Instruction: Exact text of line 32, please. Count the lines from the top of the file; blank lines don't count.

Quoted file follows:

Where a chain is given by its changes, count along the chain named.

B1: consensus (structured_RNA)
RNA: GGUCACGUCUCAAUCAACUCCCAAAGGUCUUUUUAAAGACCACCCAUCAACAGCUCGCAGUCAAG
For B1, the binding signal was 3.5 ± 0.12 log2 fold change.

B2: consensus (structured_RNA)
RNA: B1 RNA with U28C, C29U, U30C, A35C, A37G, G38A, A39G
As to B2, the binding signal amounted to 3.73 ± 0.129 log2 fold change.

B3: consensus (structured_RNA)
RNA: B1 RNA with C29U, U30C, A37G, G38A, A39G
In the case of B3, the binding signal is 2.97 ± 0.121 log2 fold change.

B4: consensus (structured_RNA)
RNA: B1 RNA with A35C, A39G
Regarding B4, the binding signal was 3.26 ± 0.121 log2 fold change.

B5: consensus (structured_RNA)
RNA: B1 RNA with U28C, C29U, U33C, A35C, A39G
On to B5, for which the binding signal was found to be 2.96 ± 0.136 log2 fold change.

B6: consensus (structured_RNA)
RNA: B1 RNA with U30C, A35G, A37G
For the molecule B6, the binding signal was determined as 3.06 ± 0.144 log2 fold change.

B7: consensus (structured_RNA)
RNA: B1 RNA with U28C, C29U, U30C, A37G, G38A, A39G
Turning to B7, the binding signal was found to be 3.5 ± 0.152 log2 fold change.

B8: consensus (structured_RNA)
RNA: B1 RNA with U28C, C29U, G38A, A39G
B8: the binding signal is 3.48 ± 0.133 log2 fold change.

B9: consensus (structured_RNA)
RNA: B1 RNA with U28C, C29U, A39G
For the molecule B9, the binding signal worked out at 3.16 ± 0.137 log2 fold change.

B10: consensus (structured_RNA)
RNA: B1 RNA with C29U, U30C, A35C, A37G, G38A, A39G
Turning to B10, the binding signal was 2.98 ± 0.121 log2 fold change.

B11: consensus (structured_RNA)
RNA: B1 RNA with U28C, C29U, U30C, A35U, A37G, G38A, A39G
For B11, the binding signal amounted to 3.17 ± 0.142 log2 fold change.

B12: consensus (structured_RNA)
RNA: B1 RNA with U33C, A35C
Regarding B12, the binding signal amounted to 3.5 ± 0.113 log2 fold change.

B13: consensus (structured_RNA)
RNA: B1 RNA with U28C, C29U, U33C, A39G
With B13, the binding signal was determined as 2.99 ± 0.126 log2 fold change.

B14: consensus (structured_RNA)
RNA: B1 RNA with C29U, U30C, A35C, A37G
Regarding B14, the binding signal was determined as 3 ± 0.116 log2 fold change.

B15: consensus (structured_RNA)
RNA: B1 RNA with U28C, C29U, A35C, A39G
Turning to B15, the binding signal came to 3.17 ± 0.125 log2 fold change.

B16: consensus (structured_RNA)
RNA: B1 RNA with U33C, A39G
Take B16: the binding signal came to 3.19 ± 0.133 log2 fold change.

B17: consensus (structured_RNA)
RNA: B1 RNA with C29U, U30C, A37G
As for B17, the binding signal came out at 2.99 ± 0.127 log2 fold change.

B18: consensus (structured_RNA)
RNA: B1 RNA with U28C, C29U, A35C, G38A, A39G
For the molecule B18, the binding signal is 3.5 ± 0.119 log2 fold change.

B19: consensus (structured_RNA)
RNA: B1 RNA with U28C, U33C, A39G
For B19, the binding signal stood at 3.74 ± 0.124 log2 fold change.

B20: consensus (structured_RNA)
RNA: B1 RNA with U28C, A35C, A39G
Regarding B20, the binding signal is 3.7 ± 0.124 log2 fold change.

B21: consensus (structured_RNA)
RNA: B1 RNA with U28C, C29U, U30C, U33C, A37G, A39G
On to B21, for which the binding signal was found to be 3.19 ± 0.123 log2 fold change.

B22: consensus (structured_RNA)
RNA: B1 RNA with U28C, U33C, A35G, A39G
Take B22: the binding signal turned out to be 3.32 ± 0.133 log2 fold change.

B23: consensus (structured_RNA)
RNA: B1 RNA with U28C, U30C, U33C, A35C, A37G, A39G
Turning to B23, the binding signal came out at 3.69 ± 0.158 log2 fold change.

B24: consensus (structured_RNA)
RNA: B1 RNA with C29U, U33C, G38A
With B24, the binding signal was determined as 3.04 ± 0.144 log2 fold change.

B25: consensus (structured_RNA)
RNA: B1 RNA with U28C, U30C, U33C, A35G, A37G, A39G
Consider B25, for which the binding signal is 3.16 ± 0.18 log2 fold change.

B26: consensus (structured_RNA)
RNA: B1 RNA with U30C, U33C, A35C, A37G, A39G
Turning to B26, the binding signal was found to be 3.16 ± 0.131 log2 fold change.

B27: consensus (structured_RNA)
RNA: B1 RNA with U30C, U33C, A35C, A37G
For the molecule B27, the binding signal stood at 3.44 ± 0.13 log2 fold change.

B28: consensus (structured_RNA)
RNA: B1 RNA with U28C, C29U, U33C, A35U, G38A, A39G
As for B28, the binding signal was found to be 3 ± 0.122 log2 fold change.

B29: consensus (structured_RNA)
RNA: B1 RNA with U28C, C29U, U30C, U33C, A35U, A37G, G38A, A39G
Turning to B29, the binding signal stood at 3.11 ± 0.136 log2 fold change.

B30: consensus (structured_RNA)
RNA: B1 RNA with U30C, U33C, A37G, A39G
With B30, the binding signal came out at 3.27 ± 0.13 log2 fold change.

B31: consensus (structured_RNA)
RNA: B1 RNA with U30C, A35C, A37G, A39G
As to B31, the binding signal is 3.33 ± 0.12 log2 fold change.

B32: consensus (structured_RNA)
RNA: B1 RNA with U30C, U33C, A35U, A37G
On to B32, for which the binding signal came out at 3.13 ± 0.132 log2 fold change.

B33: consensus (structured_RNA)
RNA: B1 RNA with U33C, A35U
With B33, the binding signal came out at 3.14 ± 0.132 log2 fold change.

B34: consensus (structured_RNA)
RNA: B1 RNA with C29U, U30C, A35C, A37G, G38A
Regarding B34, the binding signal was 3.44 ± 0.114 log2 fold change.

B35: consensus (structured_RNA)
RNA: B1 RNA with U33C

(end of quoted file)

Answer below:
B11: consensus (structured_RNA)